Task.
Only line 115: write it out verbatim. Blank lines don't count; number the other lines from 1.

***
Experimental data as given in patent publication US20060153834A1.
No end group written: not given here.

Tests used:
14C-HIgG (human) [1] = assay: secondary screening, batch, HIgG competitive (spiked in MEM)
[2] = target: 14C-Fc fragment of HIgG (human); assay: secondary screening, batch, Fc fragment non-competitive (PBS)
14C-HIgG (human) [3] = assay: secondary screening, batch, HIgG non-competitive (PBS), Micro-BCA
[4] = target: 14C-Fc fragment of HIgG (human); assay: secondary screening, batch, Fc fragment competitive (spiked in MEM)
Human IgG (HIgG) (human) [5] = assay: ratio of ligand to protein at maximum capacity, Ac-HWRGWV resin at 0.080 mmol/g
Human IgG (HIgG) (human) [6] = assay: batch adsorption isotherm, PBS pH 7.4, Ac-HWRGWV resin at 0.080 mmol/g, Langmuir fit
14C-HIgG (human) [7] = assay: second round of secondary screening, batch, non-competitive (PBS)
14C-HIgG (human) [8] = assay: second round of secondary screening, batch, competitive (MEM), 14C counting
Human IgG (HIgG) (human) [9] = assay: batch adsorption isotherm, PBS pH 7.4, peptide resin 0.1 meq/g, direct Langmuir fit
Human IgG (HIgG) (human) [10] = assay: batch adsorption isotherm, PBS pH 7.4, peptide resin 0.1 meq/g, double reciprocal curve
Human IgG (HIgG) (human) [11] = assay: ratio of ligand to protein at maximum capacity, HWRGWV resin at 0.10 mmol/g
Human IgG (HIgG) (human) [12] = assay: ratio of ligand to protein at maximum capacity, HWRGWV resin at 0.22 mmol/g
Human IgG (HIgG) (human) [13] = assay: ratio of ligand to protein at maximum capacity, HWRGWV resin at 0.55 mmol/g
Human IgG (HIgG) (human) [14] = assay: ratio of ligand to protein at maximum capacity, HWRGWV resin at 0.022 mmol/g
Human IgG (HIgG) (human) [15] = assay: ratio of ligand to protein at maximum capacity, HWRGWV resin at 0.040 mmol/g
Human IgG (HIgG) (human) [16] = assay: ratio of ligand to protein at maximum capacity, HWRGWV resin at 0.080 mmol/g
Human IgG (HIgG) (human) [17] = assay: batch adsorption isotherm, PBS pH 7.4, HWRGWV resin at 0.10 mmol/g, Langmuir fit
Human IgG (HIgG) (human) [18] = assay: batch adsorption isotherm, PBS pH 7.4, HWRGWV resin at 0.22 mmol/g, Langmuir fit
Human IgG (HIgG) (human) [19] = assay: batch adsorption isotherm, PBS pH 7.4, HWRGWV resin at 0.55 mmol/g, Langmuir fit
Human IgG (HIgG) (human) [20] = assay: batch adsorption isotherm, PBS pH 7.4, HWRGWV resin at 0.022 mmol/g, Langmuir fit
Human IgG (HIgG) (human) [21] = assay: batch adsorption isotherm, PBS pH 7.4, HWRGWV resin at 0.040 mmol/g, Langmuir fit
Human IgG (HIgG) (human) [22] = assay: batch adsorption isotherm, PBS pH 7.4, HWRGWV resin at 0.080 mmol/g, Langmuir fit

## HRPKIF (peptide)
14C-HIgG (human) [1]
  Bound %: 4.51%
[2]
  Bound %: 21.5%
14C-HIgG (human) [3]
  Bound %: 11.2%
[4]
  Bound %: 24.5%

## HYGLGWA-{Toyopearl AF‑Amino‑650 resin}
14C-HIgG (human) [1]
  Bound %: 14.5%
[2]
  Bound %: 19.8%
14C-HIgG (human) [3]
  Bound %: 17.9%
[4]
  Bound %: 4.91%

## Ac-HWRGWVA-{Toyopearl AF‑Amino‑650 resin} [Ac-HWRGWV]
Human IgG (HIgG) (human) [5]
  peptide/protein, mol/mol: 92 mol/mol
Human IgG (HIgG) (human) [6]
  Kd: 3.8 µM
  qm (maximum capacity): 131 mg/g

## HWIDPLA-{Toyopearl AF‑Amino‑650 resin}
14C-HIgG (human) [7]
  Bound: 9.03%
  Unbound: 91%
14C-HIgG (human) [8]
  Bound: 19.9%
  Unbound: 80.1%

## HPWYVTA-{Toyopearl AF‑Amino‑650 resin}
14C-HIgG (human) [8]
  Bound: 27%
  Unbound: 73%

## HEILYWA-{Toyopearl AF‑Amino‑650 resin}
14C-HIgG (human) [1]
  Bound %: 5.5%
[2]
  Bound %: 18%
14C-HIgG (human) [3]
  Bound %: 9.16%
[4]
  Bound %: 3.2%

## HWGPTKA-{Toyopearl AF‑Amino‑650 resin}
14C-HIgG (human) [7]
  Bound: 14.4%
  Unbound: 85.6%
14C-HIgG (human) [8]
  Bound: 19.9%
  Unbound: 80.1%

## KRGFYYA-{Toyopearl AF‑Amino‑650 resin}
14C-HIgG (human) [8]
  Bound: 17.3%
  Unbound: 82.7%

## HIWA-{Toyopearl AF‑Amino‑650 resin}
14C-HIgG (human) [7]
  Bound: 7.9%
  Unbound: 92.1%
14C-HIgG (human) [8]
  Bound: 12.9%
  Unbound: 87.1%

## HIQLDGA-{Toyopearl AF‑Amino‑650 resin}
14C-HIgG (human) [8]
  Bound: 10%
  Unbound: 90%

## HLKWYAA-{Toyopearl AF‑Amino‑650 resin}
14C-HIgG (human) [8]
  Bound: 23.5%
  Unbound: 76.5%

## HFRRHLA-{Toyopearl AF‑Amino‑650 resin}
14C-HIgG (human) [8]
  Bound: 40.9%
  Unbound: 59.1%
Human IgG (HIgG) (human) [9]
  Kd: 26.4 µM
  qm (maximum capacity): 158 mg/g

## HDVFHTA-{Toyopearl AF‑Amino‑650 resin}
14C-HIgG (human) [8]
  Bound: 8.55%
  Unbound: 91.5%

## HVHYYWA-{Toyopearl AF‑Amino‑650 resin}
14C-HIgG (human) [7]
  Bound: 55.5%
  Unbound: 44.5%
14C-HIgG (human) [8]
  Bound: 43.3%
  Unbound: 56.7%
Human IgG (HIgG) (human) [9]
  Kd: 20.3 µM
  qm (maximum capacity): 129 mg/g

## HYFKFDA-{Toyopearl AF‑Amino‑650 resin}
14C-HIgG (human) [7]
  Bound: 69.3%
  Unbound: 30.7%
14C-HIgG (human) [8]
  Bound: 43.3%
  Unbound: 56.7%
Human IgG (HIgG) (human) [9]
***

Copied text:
  Kd: 20.3 µM